LONDON (AP) -- Britain will give a 270 million pound ($410 million) loan guarantee to General Motors Co. to help keep its Vauxhall operations going in the country, a government official said Friday.
That is well short of the euro2 billion ($2.8 billion) GM is seeking from European governments to help restructure Vauxhall and its other European unit, German-based Opel.
British Business Secretary Peter Mandelson said that talks were ongoing with GM Europe and other European governments to finalize the funding terms and the implementation of a business plan.
Mandelson said the two Vauxhall factories in Britain are "excellent plants employing a first rate work force."
"We need Vauxhall to thrive as part of Britain's automotive manufacturing base and following our negotiations with GM Europe I am confident it will do so," he added.
Union leaders representing workers at the plants in Luton, north of London, and Ellesmere Port in northern England, welcomed the announcement.
"This great news for British industry," said Tony Woodley, joint leader of the Unite union. "The loan will help save thousands of jobs in Vauxhall's operations and in the 400 companies in its supply chain."
General Motors abruptly abandoned a plan to sell the majority of Opel and Vauxhall to investors late last year, instead choosing to keep the European brands for itself.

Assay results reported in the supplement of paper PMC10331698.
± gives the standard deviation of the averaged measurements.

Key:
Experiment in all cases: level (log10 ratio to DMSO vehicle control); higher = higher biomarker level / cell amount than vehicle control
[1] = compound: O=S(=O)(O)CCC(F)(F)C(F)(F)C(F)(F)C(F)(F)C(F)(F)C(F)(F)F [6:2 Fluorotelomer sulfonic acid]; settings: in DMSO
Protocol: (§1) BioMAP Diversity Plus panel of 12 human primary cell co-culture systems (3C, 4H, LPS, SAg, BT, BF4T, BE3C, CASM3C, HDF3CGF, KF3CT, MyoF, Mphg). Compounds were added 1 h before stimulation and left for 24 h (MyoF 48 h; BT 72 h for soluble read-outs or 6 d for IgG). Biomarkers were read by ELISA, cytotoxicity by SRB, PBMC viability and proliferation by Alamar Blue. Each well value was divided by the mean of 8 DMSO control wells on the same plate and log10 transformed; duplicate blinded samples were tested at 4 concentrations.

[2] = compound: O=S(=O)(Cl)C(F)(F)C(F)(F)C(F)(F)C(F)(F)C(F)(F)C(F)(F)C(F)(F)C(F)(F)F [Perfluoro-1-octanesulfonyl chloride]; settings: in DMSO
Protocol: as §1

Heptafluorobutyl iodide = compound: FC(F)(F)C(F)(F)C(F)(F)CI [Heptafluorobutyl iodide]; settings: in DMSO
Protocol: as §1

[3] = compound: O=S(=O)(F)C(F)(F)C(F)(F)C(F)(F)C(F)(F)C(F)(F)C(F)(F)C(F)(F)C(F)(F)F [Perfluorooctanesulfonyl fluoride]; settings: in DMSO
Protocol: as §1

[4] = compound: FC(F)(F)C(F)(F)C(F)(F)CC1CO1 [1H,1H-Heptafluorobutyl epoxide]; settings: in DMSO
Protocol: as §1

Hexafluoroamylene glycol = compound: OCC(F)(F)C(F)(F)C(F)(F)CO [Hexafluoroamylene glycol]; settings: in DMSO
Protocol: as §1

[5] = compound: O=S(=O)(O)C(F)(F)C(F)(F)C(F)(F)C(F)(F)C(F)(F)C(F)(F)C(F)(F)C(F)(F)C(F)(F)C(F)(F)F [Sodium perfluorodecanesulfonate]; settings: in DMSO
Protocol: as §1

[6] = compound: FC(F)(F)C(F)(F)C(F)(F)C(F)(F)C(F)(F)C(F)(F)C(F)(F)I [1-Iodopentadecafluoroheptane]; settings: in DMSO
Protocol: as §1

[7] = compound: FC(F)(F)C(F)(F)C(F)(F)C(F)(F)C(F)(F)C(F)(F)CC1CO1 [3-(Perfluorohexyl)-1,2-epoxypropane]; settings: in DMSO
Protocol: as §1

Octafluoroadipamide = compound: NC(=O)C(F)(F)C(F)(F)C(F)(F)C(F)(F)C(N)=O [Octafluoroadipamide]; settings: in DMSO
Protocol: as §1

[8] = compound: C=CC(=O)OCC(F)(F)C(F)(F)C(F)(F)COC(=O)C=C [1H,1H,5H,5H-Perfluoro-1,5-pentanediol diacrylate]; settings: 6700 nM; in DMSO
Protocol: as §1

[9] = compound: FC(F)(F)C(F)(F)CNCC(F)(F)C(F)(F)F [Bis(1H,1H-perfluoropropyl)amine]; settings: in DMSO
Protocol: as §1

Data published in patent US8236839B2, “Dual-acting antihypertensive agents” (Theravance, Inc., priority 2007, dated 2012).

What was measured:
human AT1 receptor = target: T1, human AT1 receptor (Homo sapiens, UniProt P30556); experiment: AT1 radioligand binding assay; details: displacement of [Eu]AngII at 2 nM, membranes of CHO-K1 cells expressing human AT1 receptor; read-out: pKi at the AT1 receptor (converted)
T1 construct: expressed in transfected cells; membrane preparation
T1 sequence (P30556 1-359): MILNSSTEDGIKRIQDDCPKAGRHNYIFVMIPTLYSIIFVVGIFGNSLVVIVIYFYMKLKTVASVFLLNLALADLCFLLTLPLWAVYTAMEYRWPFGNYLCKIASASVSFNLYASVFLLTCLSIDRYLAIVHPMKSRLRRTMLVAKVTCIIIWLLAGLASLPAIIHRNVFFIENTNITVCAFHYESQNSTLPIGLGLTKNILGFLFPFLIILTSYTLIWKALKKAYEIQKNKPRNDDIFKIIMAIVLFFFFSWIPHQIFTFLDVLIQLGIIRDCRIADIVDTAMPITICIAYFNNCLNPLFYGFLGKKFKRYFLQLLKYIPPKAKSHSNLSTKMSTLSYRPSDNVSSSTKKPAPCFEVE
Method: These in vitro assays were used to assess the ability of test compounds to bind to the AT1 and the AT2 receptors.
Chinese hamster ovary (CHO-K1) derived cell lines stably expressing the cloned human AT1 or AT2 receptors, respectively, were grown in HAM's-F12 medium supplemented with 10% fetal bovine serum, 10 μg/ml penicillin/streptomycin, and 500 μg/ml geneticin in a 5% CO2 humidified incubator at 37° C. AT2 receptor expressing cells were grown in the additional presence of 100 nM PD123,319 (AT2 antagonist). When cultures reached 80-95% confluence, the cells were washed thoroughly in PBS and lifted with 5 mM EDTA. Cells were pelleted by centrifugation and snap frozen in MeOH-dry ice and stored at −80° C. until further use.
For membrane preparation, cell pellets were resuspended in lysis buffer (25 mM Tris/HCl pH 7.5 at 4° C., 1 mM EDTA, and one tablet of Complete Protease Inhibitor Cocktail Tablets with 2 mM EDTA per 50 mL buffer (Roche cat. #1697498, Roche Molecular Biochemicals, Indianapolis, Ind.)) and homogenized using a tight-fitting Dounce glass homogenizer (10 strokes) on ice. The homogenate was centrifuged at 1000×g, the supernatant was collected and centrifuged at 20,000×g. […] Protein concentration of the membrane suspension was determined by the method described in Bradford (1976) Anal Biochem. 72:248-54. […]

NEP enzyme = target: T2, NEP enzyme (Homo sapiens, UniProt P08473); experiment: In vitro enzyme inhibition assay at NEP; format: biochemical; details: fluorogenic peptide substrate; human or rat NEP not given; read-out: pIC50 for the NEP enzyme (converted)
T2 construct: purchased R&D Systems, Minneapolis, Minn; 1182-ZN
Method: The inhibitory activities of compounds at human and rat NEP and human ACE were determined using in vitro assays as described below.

It last week said it would triple its own funding for Opel and Vauxhall to euro1.9 billion and reduced the amount it was seeking from European governments after it became apparent they were unlikely to deliver the initially requested euro2.7 billion.
German Economy Minister Rainer Bruederle said last week that a lot of questions remained regarding GM's plans with Opel.
The British loan comes as Prime Minister Gordon Brown prepares for what is expected to be a closely fought national election, with the opposition Conservative Party currently just ahead in the polls. The election must be held by early June.
"Nothing could illustrate more clearly the difference between Labour's proactive approach to helping manufacturing and the shortsighted do-nothing attitude of the Tories," Woodley said.